Over the years, a number of possible solutions to the Kashmir issue have been tabled at various forums and discussed informally.
Solutions that focus on the dubious instrument of accession to India or union with Pakistan stemming from a plebiscite as suggested by the UN Resolutions are all but defunct now. The compromise that Musharraf has proposed is an acknowledgement of the ground realities and the regions demography rather than a manifestation of selling out to the vested interests.
In Jammu, 66 percent of the population comprises high caste Hindus and in Laddakh, fifty percent of the population is Buddhist. Why would they accept accession to Pakistan? Similarly, it is unrealistic for India to demand, and for the 99 percent Muslim majority in the Northern Areas to accept, assimilation into the Indian Union. Any compromise therefore, has to move away from these all-or-nothing scenarios.
An independent state of Kashmir is not entirely unrealistic. Apart from the fact that such a state existed in the past, it would be geographically larger than 68 member countries of the UN and more populous than 90 of them. However, these statistics fade into irrelevance in the face of the fact that parts of Indian- and Pakistani-administered Kashmir have been assimilated into the two countries. The Kashmiri leadership must recognise this, acknowledging that a compromise entails moving away from the demand of an independent Kashmir.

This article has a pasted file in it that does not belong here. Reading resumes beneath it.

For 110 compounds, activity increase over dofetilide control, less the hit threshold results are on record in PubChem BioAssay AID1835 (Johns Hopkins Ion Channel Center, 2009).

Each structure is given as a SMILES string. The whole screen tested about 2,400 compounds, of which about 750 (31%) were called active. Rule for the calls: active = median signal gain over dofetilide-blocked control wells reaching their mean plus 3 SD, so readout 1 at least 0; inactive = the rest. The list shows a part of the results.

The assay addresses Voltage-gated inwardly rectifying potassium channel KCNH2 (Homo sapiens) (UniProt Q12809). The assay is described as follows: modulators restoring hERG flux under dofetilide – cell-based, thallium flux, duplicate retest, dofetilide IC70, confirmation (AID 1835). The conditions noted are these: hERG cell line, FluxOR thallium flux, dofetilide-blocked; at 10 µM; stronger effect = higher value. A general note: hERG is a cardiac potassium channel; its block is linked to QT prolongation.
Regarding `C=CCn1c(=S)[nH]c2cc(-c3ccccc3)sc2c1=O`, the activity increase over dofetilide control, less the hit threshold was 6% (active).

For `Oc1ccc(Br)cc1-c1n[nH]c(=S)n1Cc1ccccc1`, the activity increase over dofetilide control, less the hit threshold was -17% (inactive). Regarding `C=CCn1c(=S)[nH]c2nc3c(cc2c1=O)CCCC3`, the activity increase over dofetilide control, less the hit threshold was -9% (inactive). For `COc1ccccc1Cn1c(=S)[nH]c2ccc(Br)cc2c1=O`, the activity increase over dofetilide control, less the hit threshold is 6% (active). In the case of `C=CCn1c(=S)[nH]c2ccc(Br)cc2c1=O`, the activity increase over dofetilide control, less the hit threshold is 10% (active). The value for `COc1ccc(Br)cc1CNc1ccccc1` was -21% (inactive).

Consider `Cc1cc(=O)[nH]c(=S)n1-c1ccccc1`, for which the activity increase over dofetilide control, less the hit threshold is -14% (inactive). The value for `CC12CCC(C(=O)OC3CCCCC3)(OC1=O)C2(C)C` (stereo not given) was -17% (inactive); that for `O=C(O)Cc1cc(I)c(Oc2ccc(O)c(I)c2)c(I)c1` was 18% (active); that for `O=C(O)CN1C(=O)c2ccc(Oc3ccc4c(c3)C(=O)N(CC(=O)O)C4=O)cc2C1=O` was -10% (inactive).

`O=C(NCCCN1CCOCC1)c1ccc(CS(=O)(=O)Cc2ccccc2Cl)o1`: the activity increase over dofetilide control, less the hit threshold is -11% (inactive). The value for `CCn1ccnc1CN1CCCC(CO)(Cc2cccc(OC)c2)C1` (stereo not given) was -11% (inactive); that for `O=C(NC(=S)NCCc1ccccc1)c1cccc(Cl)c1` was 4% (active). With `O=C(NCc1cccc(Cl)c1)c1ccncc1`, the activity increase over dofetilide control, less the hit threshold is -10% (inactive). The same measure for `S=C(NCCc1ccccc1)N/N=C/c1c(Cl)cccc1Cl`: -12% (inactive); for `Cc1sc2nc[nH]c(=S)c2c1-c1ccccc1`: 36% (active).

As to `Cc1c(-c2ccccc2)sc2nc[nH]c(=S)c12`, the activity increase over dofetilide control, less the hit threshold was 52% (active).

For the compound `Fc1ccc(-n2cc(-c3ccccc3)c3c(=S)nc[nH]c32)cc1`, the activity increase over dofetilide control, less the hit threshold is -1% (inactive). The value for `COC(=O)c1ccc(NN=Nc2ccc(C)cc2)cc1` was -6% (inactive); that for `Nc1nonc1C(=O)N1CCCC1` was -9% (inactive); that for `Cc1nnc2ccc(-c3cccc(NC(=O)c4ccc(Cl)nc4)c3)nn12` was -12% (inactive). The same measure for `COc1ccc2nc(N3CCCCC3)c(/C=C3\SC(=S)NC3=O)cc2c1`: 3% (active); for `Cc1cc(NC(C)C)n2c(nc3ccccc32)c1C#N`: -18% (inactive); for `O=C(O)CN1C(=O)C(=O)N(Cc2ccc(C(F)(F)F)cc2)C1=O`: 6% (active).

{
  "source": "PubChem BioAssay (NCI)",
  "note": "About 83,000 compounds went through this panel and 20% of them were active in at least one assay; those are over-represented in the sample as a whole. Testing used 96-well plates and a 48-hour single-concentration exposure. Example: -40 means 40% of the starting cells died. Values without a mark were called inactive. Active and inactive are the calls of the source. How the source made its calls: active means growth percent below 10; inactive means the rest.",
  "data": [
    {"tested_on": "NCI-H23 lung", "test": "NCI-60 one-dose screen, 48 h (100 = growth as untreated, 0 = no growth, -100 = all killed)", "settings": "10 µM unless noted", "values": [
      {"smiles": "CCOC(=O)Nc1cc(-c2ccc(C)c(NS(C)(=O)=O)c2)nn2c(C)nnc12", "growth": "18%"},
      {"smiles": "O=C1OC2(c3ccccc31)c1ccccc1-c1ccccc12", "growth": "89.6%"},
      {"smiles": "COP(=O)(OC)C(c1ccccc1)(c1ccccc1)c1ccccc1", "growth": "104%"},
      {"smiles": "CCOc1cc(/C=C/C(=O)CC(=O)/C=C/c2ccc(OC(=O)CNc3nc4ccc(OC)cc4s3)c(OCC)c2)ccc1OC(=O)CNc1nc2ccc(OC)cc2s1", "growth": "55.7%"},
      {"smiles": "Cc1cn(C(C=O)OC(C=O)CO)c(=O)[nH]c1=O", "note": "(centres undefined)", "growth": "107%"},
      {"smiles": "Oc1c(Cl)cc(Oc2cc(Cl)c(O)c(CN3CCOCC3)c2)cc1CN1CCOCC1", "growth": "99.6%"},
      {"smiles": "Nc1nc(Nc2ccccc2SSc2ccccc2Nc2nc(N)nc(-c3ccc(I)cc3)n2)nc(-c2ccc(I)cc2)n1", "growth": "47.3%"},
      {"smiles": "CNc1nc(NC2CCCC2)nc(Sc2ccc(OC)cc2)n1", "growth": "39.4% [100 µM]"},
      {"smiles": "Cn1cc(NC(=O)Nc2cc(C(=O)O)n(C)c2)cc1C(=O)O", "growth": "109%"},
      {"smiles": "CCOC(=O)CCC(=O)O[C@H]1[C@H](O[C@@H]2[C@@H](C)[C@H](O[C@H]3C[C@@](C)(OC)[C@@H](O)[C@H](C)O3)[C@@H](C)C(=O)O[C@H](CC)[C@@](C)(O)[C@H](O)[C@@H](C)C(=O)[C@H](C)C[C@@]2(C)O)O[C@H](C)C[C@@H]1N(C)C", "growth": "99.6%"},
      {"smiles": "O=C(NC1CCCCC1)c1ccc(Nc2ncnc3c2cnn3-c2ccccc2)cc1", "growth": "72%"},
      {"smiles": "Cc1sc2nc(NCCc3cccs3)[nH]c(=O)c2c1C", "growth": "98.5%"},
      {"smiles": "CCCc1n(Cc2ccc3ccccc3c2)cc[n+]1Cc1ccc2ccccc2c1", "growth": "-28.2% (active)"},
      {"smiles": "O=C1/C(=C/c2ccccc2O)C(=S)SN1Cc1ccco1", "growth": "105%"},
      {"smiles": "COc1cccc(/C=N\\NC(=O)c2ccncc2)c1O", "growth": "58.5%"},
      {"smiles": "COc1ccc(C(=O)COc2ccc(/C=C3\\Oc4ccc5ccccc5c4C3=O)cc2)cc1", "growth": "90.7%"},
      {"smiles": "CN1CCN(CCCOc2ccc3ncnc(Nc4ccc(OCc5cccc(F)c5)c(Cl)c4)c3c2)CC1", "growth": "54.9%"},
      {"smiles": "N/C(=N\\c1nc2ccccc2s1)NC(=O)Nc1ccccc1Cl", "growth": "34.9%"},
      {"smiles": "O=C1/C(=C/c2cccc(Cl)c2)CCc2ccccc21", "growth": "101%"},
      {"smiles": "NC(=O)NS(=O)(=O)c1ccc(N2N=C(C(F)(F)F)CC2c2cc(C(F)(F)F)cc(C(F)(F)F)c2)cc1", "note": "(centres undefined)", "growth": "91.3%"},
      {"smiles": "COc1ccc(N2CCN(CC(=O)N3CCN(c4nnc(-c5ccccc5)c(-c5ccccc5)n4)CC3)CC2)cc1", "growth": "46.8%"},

India has long favoured recognition of the ceasefire line turned Line of Control as the international border. This solution has been supported by both the US and Britain. But there are a number of reasons why this solution is unworkable. First, it completely denies the freedom struggle that has been carried out over the past decade-and-half and devalues the sacrifices offered and the suffering endured during this struggle. Second, this solution will not end the present militancy and the tide of terrorism may turn towards Pakistan. Third, India too, will not be able to rid itself of the freedom struggle. Last, built around the status quo, such a solution is sustainable only as long as it is politically convenient.
Another proposal that has been put forward is the Chenab formula. This formula for the division of Kashmir calls for the delineation of the international boundary between Pakistan and India along River Chenab. Although highly favourable to Pakistan, India stands to lose over 95 per cent of the 84,000 square miles that constitutes Indian-Held Kashmir. However, this solution is unrepresentative of the struggle and therefore defunct for all practical purposes.